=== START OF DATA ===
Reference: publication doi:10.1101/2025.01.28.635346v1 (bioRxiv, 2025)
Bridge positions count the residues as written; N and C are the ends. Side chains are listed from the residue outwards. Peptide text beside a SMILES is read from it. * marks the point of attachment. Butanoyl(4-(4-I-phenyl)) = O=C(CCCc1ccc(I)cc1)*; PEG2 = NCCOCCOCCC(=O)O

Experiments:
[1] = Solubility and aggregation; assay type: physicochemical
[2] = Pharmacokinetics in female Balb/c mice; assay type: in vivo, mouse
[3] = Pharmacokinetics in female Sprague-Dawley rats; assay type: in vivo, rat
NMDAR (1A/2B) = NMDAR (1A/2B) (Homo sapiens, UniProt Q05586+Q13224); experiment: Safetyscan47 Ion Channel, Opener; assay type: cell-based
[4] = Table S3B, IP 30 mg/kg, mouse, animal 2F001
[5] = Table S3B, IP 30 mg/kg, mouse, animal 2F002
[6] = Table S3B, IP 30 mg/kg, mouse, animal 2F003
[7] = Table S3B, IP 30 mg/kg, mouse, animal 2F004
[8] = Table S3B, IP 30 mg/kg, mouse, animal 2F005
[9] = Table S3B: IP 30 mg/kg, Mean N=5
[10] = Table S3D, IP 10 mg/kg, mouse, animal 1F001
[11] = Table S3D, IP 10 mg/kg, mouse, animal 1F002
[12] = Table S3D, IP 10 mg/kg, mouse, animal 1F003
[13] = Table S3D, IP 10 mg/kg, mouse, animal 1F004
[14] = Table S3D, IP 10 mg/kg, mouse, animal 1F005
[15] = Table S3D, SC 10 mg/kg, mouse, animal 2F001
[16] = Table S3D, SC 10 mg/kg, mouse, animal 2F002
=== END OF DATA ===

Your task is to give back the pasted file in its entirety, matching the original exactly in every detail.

Reference: publication doi:10.1101/2025.01.28.635346v1 (bioRxiv, 2025)
Bridge positions count the residues as written; N and C are the ends. Side chains are listed from the residue outwards. Peptide text beside a SMILES is read from it. * marks the point of attachment. Butanoyl(4-(4-I-phenyl)) = O=C(CCCc1ccc(I)cc1)*; PEG2 = NCCOCCOCCC(=O)O

Experiments:
[1] = Solubility and aggregation; assay type: physicochemical
[2] = Pharmacokinetics in female Balb/c mice; assay type: in vivo, mouse
[3] = Pharmacokinetics in female Sprague-Dawley rats; assay type: in vivo, rat
NMDAR (1A/2B) = NMDAR (1A/2B) (Homo sapiens, UniProt Q05586+Q13224); experiment: Safetyscan47 Ion Channel, Opener; assay type: cell-based
[4] = Table S3B, IP 30 mg/kg, mouse, animal 2F001
[5] = Table S3B, IP 30 mg/kg, mouse, animal 2F002
[6] = Table S3B, IP 30 mg/kg, mouse, animal 2F003
[7] = Table S3B, IP 30 mg/kg, mouse, animal 2F004
[8] = Table S3B, IP 30 mg/kg, mouse, animal 2F005
[9] = Table S3B: IP 30 mg/kg, Mean N=5
[10] = Table S3D, IP 10 mg/kg, mouse, animal 1F001
[11] = Table S3D, IP 10 mg/kg, mouse, animal 1F002
[12] = Table S3D, IP 10 mg/kg, mouse, animal 1F003
[13] = Table S3D, IP 10 mg/kg, mouse, animal 1F004
[14] = Table S3D, IP 10 mg/kg, mouse, animal 1F005
[15] = Table S3D, SC 10 mg/kg, mouse, animal 2F001
[16] = Table S3D, SC 10 mg/kg, mouse, animal 2F002